Development of Co-Extrusion Technology to Produce Aluminum Stabilized Superconducting Wire.
Agency / Branch:
DOD / NAVY
Pure copper is widely used in industry as a stabilizing material in superconducting wires. Copper posseses excellent thermal and electrical properties. It is mechanically compatible with NbTi superconducting filaments relatively inexpensive and provides sufficient stabilization of a standard under normal operating conditions. Copper stabilizers can routinely provide RRR values (resistance measured at room temperature/resistance at 10 K) as high as 200 or even 300 in some cases. These values are suitable for most applications, however, magnets operating under exceptional conditions benefit significantly from higher RRR values in a stabilizing element. Supercon, Inc. proposes to investigate commercially viable techniques to clad a NbTi superconducting wire with high purity aluminum as the stabilizing element. Aluminum offers high RRR values (4000+ in commercially available aluminum), light weight and good thermal conductivity. These properties allow superconducting magnets to be conductively cooled using cryocoolers to eliminate the need for liquid helium. These developments will introduce the application of superconducting technology in remote locations where liquid helium may not be available. The Phase I program will investigate and evaluate two existing cladding techniques. The best process will be selected based on several criteria with tooling and machine modification designs completed in Phase I. The program objective is to develop the capacity to clad a wide range of wire sizes.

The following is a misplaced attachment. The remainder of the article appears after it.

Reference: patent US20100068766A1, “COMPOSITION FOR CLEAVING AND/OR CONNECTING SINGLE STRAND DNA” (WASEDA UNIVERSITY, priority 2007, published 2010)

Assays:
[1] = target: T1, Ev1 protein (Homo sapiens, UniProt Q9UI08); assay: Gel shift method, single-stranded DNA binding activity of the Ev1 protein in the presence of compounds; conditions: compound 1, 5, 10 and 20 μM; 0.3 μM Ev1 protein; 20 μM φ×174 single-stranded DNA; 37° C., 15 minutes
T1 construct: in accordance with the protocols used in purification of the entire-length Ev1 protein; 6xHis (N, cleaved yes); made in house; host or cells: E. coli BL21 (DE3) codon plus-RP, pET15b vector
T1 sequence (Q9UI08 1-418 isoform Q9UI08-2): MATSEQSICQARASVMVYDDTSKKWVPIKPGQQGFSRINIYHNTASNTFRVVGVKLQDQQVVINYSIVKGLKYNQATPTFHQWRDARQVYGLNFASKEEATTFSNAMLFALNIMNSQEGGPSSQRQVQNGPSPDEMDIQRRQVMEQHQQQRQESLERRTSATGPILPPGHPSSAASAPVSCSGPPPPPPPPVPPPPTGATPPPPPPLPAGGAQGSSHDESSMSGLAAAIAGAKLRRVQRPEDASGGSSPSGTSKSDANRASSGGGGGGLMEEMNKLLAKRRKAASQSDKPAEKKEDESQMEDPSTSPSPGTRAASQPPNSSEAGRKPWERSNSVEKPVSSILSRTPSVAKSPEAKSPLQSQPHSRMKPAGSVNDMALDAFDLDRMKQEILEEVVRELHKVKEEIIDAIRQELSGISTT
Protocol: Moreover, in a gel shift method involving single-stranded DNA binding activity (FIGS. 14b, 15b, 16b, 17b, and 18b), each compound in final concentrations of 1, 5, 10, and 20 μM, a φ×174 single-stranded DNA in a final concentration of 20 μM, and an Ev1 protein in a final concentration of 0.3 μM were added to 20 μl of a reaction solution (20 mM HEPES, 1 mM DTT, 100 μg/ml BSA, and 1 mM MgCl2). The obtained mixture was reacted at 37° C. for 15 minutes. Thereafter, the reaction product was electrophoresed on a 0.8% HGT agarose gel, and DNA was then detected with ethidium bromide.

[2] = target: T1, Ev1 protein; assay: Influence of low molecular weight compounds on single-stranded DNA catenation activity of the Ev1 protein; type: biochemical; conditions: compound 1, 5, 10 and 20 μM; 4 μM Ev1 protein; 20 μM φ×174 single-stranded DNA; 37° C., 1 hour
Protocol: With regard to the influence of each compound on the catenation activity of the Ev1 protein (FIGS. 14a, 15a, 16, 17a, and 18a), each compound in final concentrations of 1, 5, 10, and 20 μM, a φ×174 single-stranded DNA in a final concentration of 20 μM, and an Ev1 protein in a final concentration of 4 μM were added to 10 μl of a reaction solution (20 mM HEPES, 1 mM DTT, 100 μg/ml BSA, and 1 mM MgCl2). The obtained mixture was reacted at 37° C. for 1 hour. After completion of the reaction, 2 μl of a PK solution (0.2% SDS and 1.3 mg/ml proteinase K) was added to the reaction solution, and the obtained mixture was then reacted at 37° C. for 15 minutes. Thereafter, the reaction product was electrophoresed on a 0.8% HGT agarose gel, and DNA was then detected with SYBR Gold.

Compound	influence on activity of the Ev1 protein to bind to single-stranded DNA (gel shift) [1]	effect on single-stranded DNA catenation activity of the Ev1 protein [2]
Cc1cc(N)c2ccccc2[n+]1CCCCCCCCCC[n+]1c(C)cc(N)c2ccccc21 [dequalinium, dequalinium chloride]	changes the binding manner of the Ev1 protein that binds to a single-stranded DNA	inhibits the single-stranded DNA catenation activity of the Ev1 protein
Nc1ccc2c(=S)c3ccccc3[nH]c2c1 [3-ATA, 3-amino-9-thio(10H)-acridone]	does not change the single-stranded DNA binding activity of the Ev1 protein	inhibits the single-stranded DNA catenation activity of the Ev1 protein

Small Business Information at Submission:
Principal Investigator:Kenneth Demoranville
830 Boston Turnpike Shrewsbury, MA 01545
Number of Employees: